A different buzz enveloped Boston College into Saturday’s game against Virginia Tech. The Eagles were 3-1, but a sliver advantage in winning percentage and common opponent matchups against Duke and North Carolina dared them to dream of their first victory over a consensus ranked opponent in six years. It drew a clear dividing line between the metrics favoring the Hokies and the emotion-based analysis driving people to the lovable underdogs from Chestnut Hill.
Unfortunately for the Eagles, the poetic justice didn’t win out on Saturday night at Lane Stadium. The offense committed five turnovers, and the defense, after early success, spiraled in the second half as the No. 23 Hokies held serve with a 40-14 victory.
“We turned the ball over five times,” head coach Jeff Hafley said, “and they scored 20 points off of turnovers. That’s on me and the coaches and the players, and we have to fix it. If you turn the ball over five times, sometimes deep in the territory, with the momentum we had. We were running the ball better than we had, and we looked unstoppable on offense. It was just self-inflicted.”
The loss stings because of the lost potential it carried at kickoff. BC entered the game with national aspirations and a recent track record against the Hokies. Stingy defense denied any overwhelming scores out of early turnovers, and a fluid offense matched its opponent yard-for-yard. The dormant running game reemerged, and the passing game spread the ball evenly to receivers.
In the first half alone, Phil Jurkovec threw for 146 yards and a touchdown, and Zay Flowers produced another highlight-reel play. Jaelen Gill scored his first touchdown for Boston College, and both Jehlani Galloway and CJ Lewis produced explosive plays. David Bailey rumbled for 40 yards through gaping holes in the defensive line, and Travis Levy executed a dual purpose of catching and blocking in the passing game.
“Through the course of the game, we rotated guys in there,” Jurkovec said. “I was proud of how many guys got in there that hadn’t been playing that much and (how many) that stepped up.”
The turnovers just handed things away at inopportune moments. BC nearly pulled even with the Hokies in the third quarter, but a fourth turnover after a Tech touchdown was a ten-point swing that got the team out of whack with a two-touchdown deficit.
Handing a good Virginia Tech team extra opportunities is never good, but BC proved it could move the ball against a tough defense. The running game emerged early, and the Hokies didn’t directly turn the turnovers into four touchdowns. The Eagles proved they could push an upper-tier ACC team, but they still have to learn how to beat those teams under Jeff Hafley.
In the end, the win should do nothing to diminish the buzz, but it will reset the levels heading into next week’s game against Georgia Tech.
Here are the rest of the takeaways from Saturday at Lane Stadium:
First Down: Boston College Offense
Football coaches like to sync their offense and defense into a certain amount of harmony. Defenses quickly end drives on third down in order to get offenses back on the field, and opposing defenses stay tired because offenses engineer long scoring drives. The lack of possession time then forces opposing offenses to rush the football, and the cycle spirals a team into a losing effort.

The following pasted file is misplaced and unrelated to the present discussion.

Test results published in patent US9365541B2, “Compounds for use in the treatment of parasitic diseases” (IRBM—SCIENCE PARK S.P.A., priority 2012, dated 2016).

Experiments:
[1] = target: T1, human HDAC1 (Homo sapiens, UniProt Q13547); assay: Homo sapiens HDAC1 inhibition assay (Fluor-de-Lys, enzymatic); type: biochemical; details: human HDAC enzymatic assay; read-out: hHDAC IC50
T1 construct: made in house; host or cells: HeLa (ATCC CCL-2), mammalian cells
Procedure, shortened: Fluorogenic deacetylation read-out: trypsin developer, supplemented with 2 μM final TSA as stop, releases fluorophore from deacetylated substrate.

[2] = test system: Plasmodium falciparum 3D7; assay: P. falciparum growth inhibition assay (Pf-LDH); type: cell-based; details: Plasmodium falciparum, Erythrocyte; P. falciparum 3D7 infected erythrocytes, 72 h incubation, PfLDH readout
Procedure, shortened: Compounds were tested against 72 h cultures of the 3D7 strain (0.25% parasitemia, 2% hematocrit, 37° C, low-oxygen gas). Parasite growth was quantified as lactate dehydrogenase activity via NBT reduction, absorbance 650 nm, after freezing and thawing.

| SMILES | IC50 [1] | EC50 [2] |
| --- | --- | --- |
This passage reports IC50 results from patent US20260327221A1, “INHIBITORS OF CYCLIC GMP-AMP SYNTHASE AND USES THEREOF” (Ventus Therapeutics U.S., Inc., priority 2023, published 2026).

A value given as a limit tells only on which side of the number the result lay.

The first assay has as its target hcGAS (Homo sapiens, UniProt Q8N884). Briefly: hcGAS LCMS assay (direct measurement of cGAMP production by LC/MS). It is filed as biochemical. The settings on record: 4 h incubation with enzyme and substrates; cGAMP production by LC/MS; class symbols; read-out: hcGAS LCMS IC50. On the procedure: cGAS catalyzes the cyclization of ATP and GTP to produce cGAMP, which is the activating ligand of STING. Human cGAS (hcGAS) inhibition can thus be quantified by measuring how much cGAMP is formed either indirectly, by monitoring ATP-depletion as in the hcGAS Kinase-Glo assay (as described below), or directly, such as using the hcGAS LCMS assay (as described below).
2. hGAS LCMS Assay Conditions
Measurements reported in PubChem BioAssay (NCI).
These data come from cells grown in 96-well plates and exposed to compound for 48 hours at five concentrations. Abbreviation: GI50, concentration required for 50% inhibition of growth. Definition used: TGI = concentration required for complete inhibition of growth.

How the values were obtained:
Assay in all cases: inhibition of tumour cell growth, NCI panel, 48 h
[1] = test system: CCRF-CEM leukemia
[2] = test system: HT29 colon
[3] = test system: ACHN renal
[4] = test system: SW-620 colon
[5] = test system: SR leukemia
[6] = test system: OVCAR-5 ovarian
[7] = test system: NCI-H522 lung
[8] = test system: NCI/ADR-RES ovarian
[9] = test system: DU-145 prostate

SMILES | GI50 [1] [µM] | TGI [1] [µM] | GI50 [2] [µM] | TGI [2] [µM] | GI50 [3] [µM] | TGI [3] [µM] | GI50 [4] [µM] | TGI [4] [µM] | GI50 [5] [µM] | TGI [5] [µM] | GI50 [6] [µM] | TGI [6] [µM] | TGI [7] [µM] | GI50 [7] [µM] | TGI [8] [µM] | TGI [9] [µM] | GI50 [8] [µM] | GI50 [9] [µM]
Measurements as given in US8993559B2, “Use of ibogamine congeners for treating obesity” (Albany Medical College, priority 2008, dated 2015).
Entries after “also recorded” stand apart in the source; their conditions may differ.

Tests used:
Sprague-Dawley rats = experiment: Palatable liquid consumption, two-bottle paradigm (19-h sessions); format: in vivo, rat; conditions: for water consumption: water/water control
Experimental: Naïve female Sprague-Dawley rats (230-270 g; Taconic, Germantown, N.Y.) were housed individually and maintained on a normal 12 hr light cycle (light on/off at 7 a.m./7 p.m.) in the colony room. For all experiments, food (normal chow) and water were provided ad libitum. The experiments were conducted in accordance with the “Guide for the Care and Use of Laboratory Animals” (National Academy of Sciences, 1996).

The direct correlation between the scoreboard and a team’s ability to balance played out over the full four quarters on Saturday night. In the first, BC balanced its offense for 125 yards and two third-down conversions against a defense that got off the field on two third downs. Virginia Tech moved the ball, but the Eagles held their own in situational football.
The turnovers pushed that out of sync in the second quarter because the offense started forcing plays more unnaturally. The passing offense added 62 yards but went 6-for-11 with an interception, and the Virginia Tech defense started stuffing the line of scrimmage. It flipped enough of the field to enable the Hokies to slip a few big plays into the offense and avoid the third-down defense.
“We turned the ball over three times in the first four possessions, and we were only down 10 points,” Hafley said. “It’s a huge momentum shift. We played more defensive plays against a good offense. A key to the game was time of possession and moving the ball forward to not give them the ball. We failed to do that.”
The 10-point swing in the third quarter really broke that open, and Virginia Tech started hitting more of those plays. BC went 4-for-5 on third down but had all but abandoned the run in order to chip away at the lead, and the exacerbation spilled into the fourth. What was a tight game early ultimately fell apart on the scoreboard in the fourth quarter when the Hokies scored two touchdowns with the game out of reach.
“Interceptions are what they are,” Hafley said. “I want Phil to let it go, and when you throw the ball, it’s going to happen. The fumbles aren’t. There was one where Hunter was late with the motion and kind of bumped into Phil, but we can’t lose the ball. Our backs have to do a better job of holding it, but we have to do a better job of coaching.”
Losing sync and synergy is a hurtful blow because BC recovered its mojo in each of its first four games, but it’s an important learning tool for the future. The Eagles came back against Texas State and needed to learn how to put the emotion away for the next week. They nearly completed a comeback against North Carolina and needed to do the same. Last week, they won in overtime over Pittsburgh and needed to do it a third time. Now they have to bounce back from a tough loss and do it once more.